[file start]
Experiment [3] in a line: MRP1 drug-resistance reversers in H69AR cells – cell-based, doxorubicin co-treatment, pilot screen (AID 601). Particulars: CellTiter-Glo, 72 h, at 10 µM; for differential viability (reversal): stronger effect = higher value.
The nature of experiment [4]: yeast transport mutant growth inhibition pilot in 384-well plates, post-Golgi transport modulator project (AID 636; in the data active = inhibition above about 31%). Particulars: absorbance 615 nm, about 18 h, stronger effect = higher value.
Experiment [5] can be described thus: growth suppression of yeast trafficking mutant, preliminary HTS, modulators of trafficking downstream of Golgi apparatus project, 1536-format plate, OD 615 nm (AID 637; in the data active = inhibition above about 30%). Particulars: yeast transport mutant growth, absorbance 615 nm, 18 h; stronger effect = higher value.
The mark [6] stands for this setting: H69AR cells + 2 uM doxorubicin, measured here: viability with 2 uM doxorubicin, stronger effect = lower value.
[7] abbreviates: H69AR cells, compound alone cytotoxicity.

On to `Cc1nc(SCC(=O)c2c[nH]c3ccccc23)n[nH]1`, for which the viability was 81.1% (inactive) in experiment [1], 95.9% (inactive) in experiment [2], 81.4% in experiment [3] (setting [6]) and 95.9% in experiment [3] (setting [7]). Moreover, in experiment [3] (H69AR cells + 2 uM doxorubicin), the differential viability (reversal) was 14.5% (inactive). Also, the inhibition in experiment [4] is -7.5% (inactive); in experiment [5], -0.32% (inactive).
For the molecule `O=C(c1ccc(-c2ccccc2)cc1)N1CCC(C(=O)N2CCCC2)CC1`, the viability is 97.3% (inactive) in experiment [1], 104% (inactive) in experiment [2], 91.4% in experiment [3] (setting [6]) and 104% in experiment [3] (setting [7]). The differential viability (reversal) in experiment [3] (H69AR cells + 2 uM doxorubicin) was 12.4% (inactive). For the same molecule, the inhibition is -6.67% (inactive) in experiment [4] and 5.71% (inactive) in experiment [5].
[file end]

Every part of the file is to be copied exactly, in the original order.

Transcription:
Experiment [3] in a line: MRP1 drug-resistance reversers in H69AR cells – cell-based, doxorubicin co-treatment, pilot screen (AID 601). Particulars: CellTiter-Glo, 72 h, at 10 µM; for differential viability (reversal): stronger effect = higher value.
The nature of experiment [4]: yeast transport mutant growth inhibition pilot in 384-well plates, post-Golgi transport modulator project (AID 636; in the data active = inhibition above about 31%). Particulars: absorbance 615 nm, about 18 h, stronger effect = higher value.
Experiment [5] can be described thus: growth suppression of yeast trafficking mutant, preliminary HTS, modulators of trafficking downstream of Golgi apparatus project, 1536-format plate, OD 615 nm (AID 637; in the data active = inhibition above about 30%). Particulars: yeast transport mutant growth, absorbance 615 nm, 18 h; stronger effect = higher value.
The mark [6] stands for this setting: H69AR cells + 2 uM doxorubicin, measured here: viability with 2 uM doxorubicin, stronger effect = lower value.
[7] abbreviates: H69AR cells, compound alone cytotoxicity.

On to `Cc1nc(SCC(=O)c2c[nH]c3ccccc23)n[nH]1`, for which the viability was 81.1% (inactive) in experiment [1], 95.9% (inactive) in experiment [2], 81.4% in experiment [3] (setting [6]) and 95.9% in experiment [3] (setting [7]). Moreover, in experiment [3] (H69AR cells + 2 uM doxorubicin), the differential viability (reversal) was 14.5% (inactive). Also, the inhibition in experiment [4] is -7.5% (inactive); in experiment [5], -0.32% (inactive).
For the molecule `O=C(c1ccc(-c2ccccc2)cc1)N1CCC(C(=O)N2CCCC2)CC1`, the viability is 97.3% (inactive) in experiment [1], 104% (inactive) in experiment [2], 91.4% in experiment [3] (setting [6]) and 104% in experiment [3] (setting [7]). The differential viability (reversal) in experiment [3] (H69AR cells + 2 uM doxorubicin) was 12.4% (inactive). For the same molecule, the inhibition is -6.67% (inactive) in experiment [4] and 5.71% (inactive) in experiment [5].